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'Allotmenting' breeds an odd kind of optimism

Audrey Hepburn's famous adage 'to plant a garden is to believe in tomorrow' is a truth universally acknowledged! But even more so than general gardening, growing vegetables alters your perception of time. You become hyperaware of the seasons over and above time passing Monday to Friday, or deadline to deadline. Sowing a seed in March, in the hope of a cauliflower in September. Longing for a courgette November to June, only to be sick to death of them by August.

I am very lucky that my parents took on an allotment plot in 1987 when I was 3, and Sundays were always spent there, throughout my childhood. It's had a huge influence on my life and everywhere I've lived since, At the very least, I've always had a tomato plant on my window ledge. I've spread my evangelical vegetable-growing habits to countless flat mates and friends, most of whom continue to grow things now. 6 years ago I moved back to where I grew up and back to the allotment. My mum and I now have chickens, which has been amazing. And we spend a lot of our time together up there.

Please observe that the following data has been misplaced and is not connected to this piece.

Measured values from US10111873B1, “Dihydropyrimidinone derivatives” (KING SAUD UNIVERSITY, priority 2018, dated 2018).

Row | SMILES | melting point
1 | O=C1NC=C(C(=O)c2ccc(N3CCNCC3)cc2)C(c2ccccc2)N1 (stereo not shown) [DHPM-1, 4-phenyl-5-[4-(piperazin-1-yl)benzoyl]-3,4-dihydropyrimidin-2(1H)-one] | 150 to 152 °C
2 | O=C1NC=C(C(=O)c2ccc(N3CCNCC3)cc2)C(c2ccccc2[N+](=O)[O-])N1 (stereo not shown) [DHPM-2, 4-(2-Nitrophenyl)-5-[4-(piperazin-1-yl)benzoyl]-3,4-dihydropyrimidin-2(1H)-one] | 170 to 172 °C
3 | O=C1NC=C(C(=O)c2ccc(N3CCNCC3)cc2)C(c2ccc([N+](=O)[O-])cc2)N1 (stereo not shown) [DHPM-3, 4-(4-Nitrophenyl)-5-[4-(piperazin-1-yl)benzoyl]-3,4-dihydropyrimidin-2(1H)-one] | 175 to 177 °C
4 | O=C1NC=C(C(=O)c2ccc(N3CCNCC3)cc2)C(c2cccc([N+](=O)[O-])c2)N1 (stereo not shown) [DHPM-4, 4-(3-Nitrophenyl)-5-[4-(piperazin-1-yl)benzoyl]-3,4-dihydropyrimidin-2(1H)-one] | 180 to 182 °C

It's not all wonderful. Being a perfectionist can be tricky with regards to mental health, but having an allotment can quickly beat that out of you. You learn to accept the flaws and appreciate the perfect when (and if) it happens. The same cauliflower you planted in March might very well be obliterated by caterpillars 3 months down the line, or the Badgers might dig out all your beautiful carrots (still a painful one for me, that!) but allotmenting breeds an odd kind of optimism. Hope. And community. You inevitably get a diverse range of people on an allotment site. Different politics and religions, nationalities and backgrounds, but you all have something in common. The tie that binds is the variety of runner beans you're trying this year, or the new recipe idea for all the damned courgettes. It's a positive thing to know people who are not like yourself. A broad spectrum helps keep your individual perspective a little more balanced.

I was the kid who grew up on the allotments, and now I see the next generation of 3 year olds with their hands buried in the soil, and I think how lucky they. It's a genuine phenomenon that sticking your hands in the dirt for a few minutes can lift you out of the foulest temper or blackest mood, and they will have that in their arsenal for the rest of their lives.

Author credit: Jessie Sheffield

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